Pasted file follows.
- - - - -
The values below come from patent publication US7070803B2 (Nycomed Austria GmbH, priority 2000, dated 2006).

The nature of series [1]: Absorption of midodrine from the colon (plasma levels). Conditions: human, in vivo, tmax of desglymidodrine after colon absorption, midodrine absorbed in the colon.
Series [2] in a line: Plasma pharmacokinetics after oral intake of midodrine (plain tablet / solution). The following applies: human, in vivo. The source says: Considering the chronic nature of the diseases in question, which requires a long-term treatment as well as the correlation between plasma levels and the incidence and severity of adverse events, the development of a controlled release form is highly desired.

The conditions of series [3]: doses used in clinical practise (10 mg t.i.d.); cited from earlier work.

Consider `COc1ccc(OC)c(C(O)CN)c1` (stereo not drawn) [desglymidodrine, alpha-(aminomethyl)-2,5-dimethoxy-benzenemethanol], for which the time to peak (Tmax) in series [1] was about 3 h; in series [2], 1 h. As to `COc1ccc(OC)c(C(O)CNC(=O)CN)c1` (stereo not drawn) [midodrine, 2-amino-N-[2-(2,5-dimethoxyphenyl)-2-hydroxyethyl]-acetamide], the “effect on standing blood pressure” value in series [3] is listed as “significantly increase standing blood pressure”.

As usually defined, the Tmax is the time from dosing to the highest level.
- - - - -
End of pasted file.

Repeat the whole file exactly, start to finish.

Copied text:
The values below come from patent publication US7070803B2 (Nycomed Austria GmbH, priority 2000, dated 2006).

The nature of series [1]: Absorption of midodrine from the colon (plasma levels). Conditions: human, in vivo, tmax of desglymidodrine after colon absorption, midodrine absorbed in the colon.
Series [2] in a line: Plasma pharmacokinetics after oral intake of midodrine (plain tablet / solution). The following applies: human, in vivo. The source says: Considering the chronic nature of the diseases in question, which requires a long-term treatment as well as the correlation between plasma levels and the incidence and severity of adverse events, the development of a controlled release form is highly desired.

The conditions of series [3]: doses used in clinical practise (10 mg t.i.d.); cited from earlier work.

Consider `COc1ccc(OC)c(C(O)CN)c1` (stereo not drawn) [desglymidodrine, alpha-(aminomethyl)-2,5-dimethoxy-benzenemethanol], for which the time to peak (Tmax) in series [1] was about 3 h; in series [2], 1 h. As to `COc1ccc(OC)c(C(O)CNC(=O)CN)c1` (stereo not drawn) [midodrine, 2-amino-N-[2-(2,5-dimethoxyphenyl)-2-hydroxyethyl]-acetamide], the “effect on standing blood pressure” value in series [3] is listed as “significantly increase standing blood pressure”.

As usually defined, the Tmax is the time from dosing to the highest level.